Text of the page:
NEW YORK (Reuters) - A U.S. prosecutor on Monday told jurors that two nephews of Venezuela’s first lady sought to use a presidential airport hangar to carry out a multimillion-dollar drug deal, charges that defense lawyers said would not stand up at trial.
Those claims came at the start of the trial in Manhattan federal court of Franqui Francisco Flores de Freitas and Efrain Antonio Campo Flores, nephews of Cilia Flores, the wife of Venezuelan President Nicolas Maduro.
In his opening statement, Assistant U.S. Attorney Emil Bove said both men were secretly recorded planning to ship 800 kgs of cocaine from Venezuela to Honduras for importation into the United States.
Bove said Flores de Freitas was recorded bragging about how he had “complete control” over a Venezuelan airport, from which drugs would be shipped using a presidential hangar.
“They believed they were so powerful in their country they could ship almost a metric ton of cocaine from one airport to another,” he said.
But lawyers for Flores de Freitas, 31, and Campo Flores, 30, said neither man was sophisticated enough to have carried out such a massive drug transaction.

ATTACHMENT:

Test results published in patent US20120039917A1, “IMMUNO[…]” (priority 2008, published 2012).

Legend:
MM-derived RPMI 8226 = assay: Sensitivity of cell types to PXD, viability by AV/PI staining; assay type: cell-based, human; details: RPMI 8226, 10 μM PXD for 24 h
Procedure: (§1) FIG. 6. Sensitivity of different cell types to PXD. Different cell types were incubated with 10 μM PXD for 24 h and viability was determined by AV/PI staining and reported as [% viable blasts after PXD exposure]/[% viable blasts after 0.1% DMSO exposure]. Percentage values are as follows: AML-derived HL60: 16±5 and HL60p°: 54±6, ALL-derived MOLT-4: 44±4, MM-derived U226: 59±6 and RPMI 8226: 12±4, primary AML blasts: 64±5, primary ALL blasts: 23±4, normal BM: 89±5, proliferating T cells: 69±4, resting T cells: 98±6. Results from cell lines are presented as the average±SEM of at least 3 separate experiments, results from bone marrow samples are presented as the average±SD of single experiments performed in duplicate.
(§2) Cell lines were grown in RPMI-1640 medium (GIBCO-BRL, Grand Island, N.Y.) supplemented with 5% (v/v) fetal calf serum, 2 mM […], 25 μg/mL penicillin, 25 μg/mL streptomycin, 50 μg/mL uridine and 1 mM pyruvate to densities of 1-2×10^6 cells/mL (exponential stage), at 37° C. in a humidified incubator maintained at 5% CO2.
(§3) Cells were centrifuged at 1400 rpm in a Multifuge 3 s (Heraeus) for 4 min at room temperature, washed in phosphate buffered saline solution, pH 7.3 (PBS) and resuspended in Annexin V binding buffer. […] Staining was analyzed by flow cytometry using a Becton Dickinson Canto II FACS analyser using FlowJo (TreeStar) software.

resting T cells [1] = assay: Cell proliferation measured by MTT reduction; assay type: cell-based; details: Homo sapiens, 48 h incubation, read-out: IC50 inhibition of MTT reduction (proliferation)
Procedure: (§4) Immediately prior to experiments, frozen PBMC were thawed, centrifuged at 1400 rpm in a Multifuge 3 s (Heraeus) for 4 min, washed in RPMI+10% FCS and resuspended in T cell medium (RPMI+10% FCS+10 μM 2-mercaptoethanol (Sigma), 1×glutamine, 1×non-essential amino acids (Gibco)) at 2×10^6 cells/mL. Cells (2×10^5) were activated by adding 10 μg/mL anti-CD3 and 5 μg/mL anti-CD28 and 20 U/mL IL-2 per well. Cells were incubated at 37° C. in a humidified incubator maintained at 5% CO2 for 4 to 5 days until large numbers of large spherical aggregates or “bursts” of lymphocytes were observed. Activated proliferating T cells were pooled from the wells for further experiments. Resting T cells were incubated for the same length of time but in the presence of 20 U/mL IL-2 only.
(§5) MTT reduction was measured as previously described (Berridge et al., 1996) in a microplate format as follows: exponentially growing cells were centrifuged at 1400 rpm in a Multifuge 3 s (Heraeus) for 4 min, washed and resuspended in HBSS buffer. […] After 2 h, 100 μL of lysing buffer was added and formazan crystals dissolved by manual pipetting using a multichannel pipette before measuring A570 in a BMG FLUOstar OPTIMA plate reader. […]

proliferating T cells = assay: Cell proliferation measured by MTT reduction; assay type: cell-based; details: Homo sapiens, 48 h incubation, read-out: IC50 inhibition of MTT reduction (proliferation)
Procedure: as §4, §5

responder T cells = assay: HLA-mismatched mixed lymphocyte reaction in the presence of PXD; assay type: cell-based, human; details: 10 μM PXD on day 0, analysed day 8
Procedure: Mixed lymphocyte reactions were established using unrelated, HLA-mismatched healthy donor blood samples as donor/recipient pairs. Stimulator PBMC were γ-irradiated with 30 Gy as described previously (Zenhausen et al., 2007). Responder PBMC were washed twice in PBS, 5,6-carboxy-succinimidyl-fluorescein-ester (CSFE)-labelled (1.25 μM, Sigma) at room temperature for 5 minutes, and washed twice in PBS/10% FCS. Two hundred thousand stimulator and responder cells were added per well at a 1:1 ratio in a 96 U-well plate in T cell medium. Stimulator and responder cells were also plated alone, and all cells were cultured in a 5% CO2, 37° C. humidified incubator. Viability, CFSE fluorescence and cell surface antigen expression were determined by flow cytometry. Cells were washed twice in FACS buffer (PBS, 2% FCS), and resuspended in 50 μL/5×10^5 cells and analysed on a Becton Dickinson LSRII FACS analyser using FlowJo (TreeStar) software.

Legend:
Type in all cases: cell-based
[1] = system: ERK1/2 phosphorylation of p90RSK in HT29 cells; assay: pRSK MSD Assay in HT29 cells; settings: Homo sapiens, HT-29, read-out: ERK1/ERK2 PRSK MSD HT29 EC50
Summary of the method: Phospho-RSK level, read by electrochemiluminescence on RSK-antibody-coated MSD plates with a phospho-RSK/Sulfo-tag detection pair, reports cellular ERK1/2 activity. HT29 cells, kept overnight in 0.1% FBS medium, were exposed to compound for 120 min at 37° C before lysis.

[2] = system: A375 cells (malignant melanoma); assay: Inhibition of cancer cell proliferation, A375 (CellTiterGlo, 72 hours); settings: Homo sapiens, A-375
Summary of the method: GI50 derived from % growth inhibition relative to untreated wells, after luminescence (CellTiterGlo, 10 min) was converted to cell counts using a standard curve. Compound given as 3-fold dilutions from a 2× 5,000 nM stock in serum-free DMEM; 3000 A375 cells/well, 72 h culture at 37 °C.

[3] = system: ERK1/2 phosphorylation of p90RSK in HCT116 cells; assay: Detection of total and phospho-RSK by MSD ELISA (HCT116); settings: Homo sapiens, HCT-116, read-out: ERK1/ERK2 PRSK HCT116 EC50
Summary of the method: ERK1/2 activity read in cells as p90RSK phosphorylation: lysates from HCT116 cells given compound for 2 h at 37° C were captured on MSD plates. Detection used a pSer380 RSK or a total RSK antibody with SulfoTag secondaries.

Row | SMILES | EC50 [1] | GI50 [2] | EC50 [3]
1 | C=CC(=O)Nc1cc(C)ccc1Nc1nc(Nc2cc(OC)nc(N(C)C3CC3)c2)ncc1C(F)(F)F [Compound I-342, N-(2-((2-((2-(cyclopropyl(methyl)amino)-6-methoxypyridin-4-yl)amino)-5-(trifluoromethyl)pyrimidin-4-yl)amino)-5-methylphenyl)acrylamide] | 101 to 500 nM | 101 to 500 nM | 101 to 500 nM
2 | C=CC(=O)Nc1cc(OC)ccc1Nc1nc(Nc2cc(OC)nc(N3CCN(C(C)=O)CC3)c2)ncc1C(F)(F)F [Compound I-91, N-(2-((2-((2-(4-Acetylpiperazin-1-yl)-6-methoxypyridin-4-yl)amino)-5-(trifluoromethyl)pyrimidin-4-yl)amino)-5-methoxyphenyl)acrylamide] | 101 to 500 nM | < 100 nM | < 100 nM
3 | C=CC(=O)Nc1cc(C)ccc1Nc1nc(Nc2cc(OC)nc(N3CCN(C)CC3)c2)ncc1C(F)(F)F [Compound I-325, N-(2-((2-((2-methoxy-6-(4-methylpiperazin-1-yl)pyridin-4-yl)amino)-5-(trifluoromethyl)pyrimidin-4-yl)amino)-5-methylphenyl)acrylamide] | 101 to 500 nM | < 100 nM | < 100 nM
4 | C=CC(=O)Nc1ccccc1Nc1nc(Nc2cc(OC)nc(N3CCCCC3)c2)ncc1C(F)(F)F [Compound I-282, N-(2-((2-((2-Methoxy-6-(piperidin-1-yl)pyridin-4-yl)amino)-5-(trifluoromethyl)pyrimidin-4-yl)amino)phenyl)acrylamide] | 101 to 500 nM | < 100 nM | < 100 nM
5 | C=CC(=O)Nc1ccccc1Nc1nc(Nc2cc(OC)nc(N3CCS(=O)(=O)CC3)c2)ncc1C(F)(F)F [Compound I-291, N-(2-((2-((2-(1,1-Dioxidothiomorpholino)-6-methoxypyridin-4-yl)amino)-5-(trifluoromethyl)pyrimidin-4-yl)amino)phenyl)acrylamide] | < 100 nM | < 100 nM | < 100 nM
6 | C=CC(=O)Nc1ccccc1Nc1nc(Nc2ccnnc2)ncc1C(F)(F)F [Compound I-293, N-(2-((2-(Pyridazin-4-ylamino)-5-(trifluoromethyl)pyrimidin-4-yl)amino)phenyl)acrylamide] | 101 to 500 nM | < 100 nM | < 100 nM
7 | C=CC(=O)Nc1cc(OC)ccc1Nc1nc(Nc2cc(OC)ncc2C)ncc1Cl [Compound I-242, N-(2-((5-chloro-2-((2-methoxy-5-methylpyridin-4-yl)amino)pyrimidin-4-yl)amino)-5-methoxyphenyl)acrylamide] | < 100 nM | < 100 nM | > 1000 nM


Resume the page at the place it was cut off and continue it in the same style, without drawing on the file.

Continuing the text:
Instead, their lawyers said, the defendants were set-up by cooperating witnesses or informants seeking either financial reward for helping secure their arrest or to avoid prosecution.
“They were utter novices ripe for exploitation,” said Michael Mann, a lawyer for Flores de Freitas.
Flores de Freitas and Campo Flores were arrested in Haiti in November 2015 following a U.S. Drug Enforcement Administration sting operation.
The case came amid several U.S. probes linking drug trafficking to individuals tied to the government in Venezuela. The U.S. State Department says the country is a preferred route for moving drugs from South America to other areas.
At trial, Bove said prosecutors plan to call as witnesses two DEA informants who posed as Mexican drug cartel members and met in Caracas with the nephews in Caracas, recording their meetings in the process.
But John Zach, an attorney for Campo Flores, said the recordings instead showed that the informants, who earned $2 million working for the DEA, were “conniving to set-up the defendants.”
He called the sting a “failure” as no drugs were collected, and noted the informants later pleaded guilty to lying to the DEA about who they were secretly running drug deals themselves.
“The lying was so pervasive by these informants it is fatal to their case,” he said.
Reporting by Nate Raymond in New York; Editing by Alan Crosby